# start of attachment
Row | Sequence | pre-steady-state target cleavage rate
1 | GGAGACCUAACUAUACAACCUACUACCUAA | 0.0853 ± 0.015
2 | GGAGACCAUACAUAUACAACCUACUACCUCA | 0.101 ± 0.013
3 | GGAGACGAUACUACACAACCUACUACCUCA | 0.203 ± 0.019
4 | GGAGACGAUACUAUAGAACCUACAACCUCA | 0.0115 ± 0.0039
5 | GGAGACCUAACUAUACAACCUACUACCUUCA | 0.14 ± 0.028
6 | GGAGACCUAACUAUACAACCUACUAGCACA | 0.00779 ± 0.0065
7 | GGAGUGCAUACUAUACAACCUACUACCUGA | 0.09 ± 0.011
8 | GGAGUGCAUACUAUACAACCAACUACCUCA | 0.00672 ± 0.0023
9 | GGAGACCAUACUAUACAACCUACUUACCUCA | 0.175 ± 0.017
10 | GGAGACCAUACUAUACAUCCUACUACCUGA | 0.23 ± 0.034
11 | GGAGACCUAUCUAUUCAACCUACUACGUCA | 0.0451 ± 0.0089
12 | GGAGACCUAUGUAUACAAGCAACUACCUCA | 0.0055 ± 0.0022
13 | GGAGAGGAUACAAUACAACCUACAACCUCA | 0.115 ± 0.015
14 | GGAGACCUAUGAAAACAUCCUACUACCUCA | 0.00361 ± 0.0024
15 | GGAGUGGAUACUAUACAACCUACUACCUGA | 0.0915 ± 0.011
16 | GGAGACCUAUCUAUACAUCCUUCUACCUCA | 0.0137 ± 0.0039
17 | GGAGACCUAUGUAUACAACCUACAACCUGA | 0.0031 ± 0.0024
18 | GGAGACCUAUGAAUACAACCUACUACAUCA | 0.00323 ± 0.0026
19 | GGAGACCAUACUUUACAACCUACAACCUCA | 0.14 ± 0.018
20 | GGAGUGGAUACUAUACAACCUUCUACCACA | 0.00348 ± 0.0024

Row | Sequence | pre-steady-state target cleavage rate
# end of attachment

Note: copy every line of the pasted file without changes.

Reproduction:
Row | Sequence | pre-steady-state target cleavage rate
1 | GGAGACCUAACUAUACAACCUACUACCUAA | 0.0853 ± 0.015
2 | GGAGACCAUACAUAUACAACCUACUACCUCA | 0.101 ± 0.013
3 | GGAGACGAUACUACACAACCUACUACCUCA | 0.203 ± 0.019
4 | GGAGACGAUACUAUAGAACCUACAACCUCA | 0.0115 ± 0.0039
5 | GGAGACCUAACUAUACAACCUACUACCUUCA | 0.14 ± 0.028
6 | GGAGACCUAACUAUACAACCUACUAGCACA | 0.00779 ± 0.0065
7 | GGAGUGCAUACUAUACAACCUACUACCUGA | 0.09 ± 0.011
8 | GGAGUGCAUACUAUACAACCAACUACCUCA | 0.00672 ± 0.0023
9 | GGAGACCAUACUAUACAACCUACUUACCUCA | 0.175 ± 0.017
10 | GGAGACCAUACUAUACAUCCUACUACCUGA | 0.23 ± 0.034
11 | GGAGACCUAUCUAUUCAACCUACUACGUCA | 0.0451 ± 0.0089
12 | GGAGACCUAUGUAUACAAGCAACUACCUCA | 0.0055 ± 0.0022
13 | GGAGAGGAUACAAUACAACCUACAACCUCA | 0.115 ± 0.015
14 | GGAGACCUAUGAAAACAUCCUACUACCUCA | 0.00361 ± 0.0024
15 | GGAGUGGAUACUAUACAACCUACUACCUGA | 0.0915 ± 0.011
16 | GGAGACCUAUCUAUACAUCCUUCUACCUCA | 0.0137 ± 0.0039
17 | GGAGACCUAUGUAUACAACCUACAACCUGA | 0.0031 ± 0.0024
18 | GGAGACCUAUGAAUACAACCUACUACAUCA | 0.00323 ± 0.0026
19 | GGAGACCAUACUUUACAACCUACAACCUCA | 0.14 ± 0.018
20 | GGAGUGGAUACUAUACAACCUUCUACCACA | 0.00348 ± 0.0024

Row | Sequence | pre-steady-state target cleavage rate